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Byzantine Catholics in the Midwest

by the Rev. Nicholas Rachford, J.C.L.

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Although the traditional ancestral roots of most Midwestern Byzantine Catholics are Slav, today’s Byzantine Catholics are a part of the complex ethnic fabric that is the American tapestry. In the Midwestern Ruthenian Eparchy of Parma, centered in the city of Parma, Ohio, this diversity breathes new life into an eparchy covering 12 states from the industrial heart of Ohio to the plains of the Dakotas.

Established in 1969, it originally embraced 25 states reaching from Ohio to the West Coast. During the early years, the first bishop, the Most Rev. Emil J. Mihalik, founded parishes in Alaska and Hawaii as well. In 1982 the Holy See established the Eparchy of Van Nuys, California, leaving Parma with its current 12 Midwestern states.

The eparchy’s parishes may seem small to many Roman Catholics – the average parish is just 160 households. The largest parish in the eparchy has 534 households, while the smallest lists only eight! With parishes of these numbers, parishioners experience a real spirit of family – parishes need everyone’s participation and support.

These parish families express this spirit through the many liturgical and social events that are a regular part of parish life in the Byzantine Church. Parish meals, centered around the liturgical calendar, include pre-Lenten meatless meals. St. Thomas Sunday breakfasts on the Sunday after Easter, parish festivals and picnics during the spring and summer months, St. Nicholas dinners and Christmas Eve suppers usually feature traditional ethnic foods, but do not exclude favorite recipes borrowed from other ethnic backgrounds. In addition, wedding anniversaries, baptisms and weddings become total parish events celebrated by all, not just a few.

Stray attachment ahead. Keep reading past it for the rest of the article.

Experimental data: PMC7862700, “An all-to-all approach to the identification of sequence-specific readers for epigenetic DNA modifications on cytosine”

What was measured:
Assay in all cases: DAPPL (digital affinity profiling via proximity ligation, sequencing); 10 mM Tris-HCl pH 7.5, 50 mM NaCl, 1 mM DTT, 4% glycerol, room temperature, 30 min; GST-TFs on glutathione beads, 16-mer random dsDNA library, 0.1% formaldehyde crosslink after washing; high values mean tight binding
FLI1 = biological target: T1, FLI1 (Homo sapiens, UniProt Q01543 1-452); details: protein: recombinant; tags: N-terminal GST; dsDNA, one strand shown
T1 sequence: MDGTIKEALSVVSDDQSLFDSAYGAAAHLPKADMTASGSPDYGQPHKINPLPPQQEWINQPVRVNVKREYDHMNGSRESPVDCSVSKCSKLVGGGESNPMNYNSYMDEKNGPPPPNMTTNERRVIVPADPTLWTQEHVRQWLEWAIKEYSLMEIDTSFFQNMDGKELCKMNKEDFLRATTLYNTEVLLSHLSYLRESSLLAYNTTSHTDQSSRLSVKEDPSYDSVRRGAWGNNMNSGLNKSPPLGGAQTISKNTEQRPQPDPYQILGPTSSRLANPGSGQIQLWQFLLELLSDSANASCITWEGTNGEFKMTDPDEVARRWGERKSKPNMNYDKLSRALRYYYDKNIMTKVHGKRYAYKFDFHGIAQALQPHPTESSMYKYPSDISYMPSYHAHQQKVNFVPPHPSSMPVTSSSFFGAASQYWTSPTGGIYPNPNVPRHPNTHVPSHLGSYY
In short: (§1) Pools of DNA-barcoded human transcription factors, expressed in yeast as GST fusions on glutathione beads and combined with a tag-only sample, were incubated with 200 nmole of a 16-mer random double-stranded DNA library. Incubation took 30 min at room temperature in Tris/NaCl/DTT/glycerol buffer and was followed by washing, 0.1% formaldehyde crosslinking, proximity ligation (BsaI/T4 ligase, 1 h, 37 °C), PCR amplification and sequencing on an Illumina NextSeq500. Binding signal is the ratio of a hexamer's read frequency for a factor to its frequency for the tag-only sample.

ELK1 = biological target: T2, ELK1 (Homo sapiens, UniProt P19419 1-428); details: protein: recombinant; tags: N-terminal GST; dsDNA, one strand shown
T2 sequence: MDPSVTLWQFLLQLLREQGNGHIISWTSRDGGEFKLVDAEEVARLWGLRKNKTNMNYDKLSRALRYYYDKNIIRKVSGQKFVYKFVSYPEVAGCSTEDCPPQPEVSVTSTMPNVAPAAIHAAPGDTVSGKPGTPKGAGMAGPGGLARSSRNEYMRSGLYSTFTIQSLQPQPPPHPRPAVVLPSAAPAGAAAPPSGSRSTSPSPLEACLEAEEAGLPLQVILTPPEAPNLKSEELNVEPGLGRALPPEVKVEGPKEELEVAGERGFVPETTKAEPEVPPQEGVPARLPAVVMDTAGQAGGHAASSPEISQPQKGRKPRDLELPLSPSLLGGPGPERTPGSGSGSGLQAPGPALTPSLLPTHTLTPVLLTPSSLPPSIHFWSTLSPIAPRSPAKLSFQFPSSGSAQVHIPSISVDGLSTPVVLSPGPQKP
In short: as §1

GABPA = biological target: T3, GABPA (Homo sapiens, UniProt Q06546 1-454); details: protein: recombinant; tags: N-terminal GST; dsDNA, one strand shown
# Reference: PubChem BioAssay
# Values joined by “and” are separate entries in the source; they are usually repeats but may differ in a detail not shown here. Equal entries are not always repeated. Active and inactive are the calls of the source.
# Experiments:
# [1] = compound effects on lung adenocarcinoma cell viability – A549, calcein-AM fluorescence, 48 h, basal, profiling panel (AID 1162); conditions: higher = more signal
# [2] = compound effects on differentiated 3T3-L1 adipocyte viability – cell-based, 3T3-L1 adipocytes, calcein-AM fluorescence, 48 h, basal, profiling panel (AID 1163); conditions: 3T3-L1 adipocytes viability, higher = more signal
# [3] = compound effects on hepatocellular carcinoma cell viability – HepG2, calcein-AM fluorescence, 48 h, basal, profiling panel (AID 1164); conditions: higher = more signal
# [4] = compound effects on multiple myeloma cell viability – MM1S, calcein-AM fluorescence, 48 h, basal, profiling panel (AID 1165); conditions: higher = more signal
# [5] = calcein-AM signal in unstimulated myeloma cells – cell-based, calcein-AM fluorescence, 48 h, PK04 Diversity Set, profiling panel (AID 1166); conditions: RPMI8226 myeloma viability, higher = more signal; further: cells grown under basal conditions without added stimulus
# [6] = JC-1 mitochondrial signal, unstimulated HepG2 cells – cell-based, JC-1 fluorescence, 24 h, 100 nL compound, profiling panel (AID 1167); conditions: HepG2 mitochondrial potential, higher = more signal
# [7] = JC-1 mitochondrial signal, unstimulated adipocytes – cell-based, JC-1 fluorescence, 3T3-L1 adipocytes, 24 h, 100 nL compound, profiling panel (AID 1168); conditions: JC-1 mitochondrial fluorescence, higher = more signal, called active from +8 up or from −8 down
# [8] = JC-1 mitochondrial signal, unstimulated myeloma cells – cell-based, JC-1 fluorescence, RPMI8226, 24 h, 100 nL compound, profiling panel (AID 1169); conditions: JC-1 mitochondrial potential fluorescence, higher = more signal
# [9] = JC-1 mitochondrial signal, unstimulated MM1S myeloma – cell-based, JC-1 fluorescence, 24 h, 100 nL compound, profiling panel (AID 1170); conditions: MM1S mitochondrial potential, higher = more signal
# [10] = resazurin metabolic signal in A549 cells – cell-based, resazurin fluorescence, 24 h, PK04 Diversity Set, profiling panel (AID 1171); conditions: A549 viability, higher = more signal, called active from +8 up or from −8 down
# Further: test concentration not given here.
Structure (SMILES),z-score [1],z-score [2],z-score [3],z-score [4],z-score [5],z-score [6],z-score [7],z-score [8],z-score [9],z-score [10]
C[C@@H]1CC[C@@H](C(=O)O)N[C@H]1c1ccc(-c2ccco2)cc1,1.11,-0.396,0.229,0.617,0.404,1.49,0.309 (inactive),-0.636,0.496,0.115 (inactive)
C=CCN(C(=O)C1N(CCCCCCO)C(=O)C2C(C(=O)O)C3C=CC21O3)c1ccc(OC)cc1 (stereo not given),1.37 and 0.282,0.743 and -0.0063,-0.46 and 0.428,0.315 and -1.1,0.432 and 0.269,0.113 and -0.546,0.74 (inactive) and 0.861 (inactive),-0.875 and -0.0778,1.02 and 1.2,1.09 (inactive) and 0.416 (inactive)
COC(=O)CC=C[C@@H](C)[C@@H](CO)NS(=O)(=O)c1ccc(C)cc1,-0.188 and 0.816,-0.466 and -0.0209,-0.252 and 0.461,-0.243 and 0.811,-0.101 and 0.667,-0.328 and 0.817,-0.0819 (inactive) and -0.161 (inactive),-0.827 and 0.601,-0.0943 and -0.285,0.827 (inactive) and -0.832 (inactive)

Food also plays an important liturgical role, especially during the more important feast days. There is the blessed bread distributed during the anointing with oil on greater feasts. Sometimes honey cakes are also included. There is the boiled wheat and honey mold blessed on the first Friday of the Great Fast (Lent). The feast of the Transfiguration features a blessing of fresh fruit while the feast of the Dormition is marked by the blessing of flowers and herbs.

On the eves of the Nativity of the Lord and of the Theophany (January 5) families share special penitential meatless meals with prayers and chanting of the festal verses. And no Byzantine Catholic forgets the traditional Easter bread, Pascha, and Artos, a sweet loaf blessed on Easter and distributed on Thomas Sunday.

The custom that families most consistently carry out is that of bringing baskets of food to be blessed on Easter. Foods included are those given up during the Great Fast. Traditionally they include a Pascha bread, sausage, butter, lamb, horseradish, salt, an egg custard, ham, hard-boiled eggs and elaborately decorated fresh eggs.

All of these bring the liturgical life into the family home.

Because most parishes cannot support a parochial school, (there are only two in the eparchy) religious education classes are a prominent feature of parish life. During these Eastern Christian formation classes students learn the theology, liturgy, chant and customs of the Byzantine Church. This prepares them to live their Christian lives effectively as Byzantine Catholics.

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